As Lauren Noble wrote two days ago here at Minding the Campus, Ayaan Hirsi Ali’s speech at Yale on Monday night was a success, despite the discomfort felt by the Yale Muslim Students Association (MSA).
I say “discomfort” because that is what the MSA itself emphasized in its September 10th letter to the Yale community protesting her visit. Hearing about the invitation to Ali, a resolute critic of Islam, the MSA drafted this nine-paragraph statement and posted it on Facebook, and it circulated quickly throughout Yale and the conservative media. The tone and content are worth examining because they mark the most illustrative aspect of the whole affair.
It’s not the attempt to prevent Ali from speaking that is troubling here. The letter didn’t do that, though the MSA would certainly have preferred it. Nor is it the effort to demonize Ali—the letter didn’t do that, either, not really, though it charged her with misrepresenting and slandering the faith. No, the real problem here is the degree to which this letter signals a deplorable trend in higher education: the shift from ideas and facts to identities and sensitivities.
Obviously, the MSA dislikes Ali because of what she has said of Islam, and we can understand why. Given Ali’s experience with Islam as a youth, her enmity is reasonable. Given the expression of that enmity, particularly her extension of personal encounters to condemnations of Islam as a whole, the MSA reaction to her makes sense as well. A debate is in order, a question is on the table: Do the oppressions Ali suffered represent the religion at large?
The academic way for the MSA to proceed, then, would be to compare two things: Ali’s characterizations of Islam and the MSA’s characterization, which would derive from Islamic law and tradition and practice. Quote Ali, then quote respected Islamic texts and leaders that contradict her. Show Ali’s error, demonstrate her bias. Display how she has allowed her personal story to stand for an entire tradition, or rather, a complex of traditions that make up the religion. It wouldn’t take much space if Ali distorts Islam as much as MSA alleges.
Then, MSA would level a well-founded accusation against the Buckley Foundation for bringing a half-informed partisan to New Haven. The verdict would be academic, not ideological. Ali’s discreditation wouldn’t stem from her antagonism to Islam. It would be due to her ignorance of it.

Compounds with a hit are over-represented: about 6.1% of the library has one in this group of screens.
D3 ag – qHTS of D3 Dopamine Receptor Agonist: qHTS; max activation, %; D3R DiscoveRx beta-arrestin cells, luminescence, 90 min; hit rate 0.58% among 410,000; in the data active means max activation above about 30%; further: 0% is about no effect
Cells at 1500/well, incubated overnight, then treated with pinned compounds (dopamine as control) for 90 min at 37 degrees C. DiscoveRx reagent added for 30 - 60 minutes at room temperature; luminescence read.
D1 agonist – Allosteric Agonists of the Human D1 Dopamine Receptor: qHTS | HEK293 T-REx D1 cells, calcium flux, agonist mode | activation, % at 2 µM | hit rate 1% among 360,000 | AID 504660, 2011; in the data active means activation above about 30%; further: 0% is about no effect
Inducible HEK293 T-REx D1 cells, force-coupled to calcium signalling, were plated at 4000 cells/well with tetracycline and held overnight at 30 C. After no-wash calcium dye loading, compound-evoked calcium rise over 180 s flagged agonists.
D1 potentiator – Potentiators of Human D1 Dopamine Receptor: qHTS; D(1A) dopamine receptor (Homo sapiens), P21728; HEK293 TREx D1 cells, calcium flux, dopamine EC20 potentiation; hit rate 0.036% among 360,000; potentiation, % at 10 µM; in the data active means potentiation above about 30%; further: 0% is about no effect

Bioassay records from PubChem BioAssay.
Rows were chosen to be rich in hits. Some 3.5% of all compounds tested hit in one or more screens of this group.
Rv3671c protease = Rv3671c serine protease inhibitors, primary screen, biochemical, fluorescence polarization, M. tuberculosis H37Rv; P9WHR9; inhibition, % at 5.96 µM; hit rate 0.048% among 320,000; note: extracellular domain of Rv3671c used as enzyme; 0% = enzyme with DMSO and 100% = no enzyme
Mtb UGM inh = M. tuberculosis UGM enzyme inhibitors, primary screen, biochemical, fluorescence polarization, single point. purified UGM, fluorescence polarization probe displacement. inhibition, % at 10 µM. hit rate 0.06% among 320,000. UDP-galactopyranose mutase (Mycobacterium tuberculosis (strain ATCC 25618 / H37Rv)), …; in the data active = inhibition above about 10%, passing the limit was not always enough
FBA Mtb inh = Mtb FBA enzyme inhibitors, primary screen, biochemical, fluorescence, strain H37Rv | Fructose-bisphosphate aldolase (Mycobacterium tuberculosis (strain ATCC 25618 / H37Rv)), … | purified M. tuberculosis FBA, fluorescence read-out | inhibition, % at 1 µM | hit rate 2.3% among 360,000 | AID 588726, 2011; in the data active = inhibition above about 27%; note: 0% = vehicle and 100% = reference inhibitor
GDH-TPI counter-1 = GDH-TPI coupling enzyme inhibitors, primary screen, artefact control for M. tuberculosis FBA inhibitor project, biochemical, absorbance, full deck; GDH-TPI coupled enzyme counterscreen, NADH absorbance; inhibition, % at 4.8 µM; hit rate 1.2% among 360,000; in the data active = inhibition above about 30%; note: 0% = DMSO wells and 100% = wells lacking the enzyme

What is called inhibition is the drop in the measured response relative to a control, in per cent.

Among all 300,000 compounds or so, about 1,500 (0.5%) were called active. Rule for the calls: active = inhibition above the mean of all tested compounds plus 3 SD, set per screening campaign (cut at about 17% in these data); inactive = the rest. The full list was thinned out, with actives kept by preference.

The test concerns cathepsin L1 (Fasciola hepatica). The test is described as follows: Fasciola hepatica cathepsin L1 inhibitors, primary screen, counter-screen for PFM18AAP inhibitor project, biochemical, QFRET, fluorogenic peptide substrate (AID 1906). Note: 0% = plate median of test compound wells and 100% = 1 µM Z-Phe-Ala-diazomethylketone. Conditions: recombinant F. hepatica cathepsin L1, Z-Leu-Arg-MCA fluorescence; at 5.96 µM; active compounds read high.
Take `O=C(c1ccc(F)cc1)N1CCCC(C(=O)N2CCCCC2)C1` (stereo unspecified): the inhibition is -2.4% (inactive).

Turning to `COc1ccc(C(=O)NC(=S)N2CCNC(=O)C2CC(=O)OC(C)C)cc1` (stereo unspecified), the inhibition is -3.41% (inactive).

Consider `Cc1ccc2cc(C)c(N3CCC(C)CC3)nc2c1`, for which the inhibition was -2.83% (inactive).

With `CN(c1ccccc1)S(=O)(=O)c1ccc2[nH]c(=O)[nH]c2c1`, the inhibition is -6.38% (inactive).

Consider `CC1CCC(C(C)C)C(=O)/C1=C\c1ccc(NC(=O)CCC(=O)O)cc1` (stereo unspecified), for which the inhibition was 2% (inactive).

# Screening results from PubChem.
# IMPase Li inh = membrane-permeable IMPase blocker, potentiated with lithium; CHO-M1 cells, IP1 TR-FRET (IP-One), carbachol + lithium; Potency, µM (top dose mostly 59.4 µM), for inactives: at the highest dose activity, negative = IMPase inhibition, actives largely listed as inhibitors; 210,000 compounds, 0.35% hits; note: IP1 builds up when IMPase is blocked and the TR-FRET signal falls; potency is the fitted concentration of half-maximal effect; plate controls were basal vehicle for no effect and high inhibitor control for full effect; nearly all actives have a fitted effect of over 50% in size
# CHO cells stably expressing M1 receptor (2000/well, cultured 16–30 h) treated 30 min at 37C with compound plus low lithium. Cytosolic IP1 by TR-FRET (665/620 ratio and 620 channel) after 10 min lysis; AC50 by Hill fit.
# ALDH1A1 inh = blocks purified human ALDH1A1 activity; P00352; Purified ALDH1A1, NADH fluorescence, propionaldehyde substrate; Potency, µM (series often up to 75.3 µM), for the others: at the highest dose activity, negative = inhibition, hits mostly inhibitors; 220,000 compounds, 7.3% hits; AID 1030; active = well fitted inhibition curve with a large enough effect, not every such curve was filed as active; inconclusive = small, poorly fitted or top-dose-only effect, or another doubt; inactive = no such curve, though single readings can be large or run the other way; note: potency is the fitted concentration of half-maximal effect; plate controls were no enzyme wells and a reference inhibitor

But that isn’t what the letter does. Here is the second paragraph:
“The level of radical inaccuracy in representing a faith that is part of our community compels all of us, not just Muslims on campus, to act on Yale’s fundamental values of freedom of speech and diversity of thought to express our sentiments.”
It opens correctly with “radical inaccuracy,” a judgment founded, we expect, on evidence to come. But we quickly leave that epistemological standard behind with “our community,” as if the failing rests not on Ali’s mishandling of the facts, but on her violation of a particular group bond. Then, instead sticking to criteria of truth and falsity, the statement turns to “values,” and not values of accuracy but of speech and (ugh) diversity. Finally, we close with a declaration not of their intention to prove Ali wrong, but to talk about how they feel: “to express our sentiments.”
One can only react to this with disdain, judging it a feeble whine best dismissed, were it not for the fact that it fits perfectly with customary practice in higher education. In countless episodes, we have seen truth and error give way to feelings of offense, and the powers that be have responded sympathetically.
The MSA has internalized the trend and adopted it language well. The statement proceeds to from one feeble gripe to another:
“. . . we do want to reiterate that we feel highly disrespected by the invitation to this speaker.”
“The Muslim community and its allies are disappointed that our own fellow Yalies would invite such a speaker . . .”
“. . . we cannot overlook how marginalizing her presence will be to the Muslim community and how uncomfortable it will be for the community’s allies . . .”
The statement even has some feelings for Ali herself: “We sympathize with the unfortunate circumstances that Ms. Hirsi Ali faced . . .”
Let’s understand this rhetoric as practiced, canny, and tactical. It has all the predictable markers of academic politicking in an age of political correctness, which operates in the open not as power plays but as expressions against power, those impositions of blunt ideas and judgments by benighted individuals who don’t understand the experience of marginalized groups. I would bet that the MSA leaders who drafted the statement are some of the brightest students on campus, with sharp radar for subtle coercions and shifting sympathies. They’ve learned to play the game their teachers and administrators have either played or allowed.
It didn’t work in this case, though, probably because the timing was wrong. With the disinvitations to Ali, Charles Murray, and other figures on college campuses last Spring, the public is wary and the censors and offended ones risk overdoing their hurt.
But the whiners have something on their side that prevails over temporary setbacks like this. Lots of professors identify with victims in historically-disadvantaged groups, and they’re willing to countenance overwrought sensitivities in the light of the injustices certain groups have endured. Other professors just want to be left alone, and they’re not going to stand up against either aggressive or whiny voices. Finally, administrators think like any bureaucrat—don’t get in trouble, don’t say the wrong thing, don’t get people mad. They don’t want controversy on their campus, and they certainly don’t want to become a story in themselves.
This gives the allegation of disrespect, when in the mouths of disadvantaged identities, a powerful weapon and a bright future.